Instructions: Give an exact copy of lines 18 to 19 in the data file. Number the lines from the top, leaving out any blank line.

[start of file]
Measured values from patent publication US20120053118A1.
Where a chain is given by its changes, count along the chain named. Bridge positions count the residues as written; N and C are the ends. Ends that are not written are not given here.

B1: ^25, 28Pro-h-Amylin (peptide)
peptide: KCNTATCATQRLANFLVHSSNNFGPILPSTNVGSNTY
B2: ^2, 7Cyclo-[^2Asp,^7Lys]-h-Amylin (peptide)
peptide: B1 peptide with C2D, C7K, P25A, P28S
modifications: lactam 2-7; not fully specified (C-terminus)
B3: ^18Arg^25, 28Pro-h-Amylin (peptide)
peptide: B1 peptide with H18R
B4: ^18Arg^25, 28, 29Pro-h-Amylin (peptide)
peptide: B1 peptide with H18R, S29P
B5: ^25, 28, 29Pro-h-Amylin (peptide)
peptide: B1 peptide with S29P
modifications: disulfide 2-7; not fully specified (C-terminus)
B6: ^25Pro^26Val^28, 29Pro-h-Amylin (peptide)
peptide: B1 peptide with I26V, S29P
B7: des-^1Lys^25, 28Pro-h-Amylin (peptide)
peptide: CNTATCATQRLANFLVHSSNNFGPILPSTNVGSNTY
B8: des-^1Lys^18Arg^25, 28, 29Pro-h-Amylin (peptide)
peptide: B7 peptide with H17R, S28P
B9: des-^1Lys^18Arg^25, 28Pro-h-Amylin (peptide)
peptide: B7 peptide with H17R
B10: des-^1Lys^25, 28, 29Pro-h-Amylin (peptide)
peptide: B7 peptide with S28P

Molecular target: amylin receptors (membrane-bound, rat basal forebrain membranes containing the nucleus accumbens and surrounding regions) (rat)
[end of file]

peptide: CNTATCATQRLANFLVHSSNNFGPILPSTNVGSNTY
B8: des-^1Lys^18Arg^25, 28, 29Pro-h-Amylin (peptide)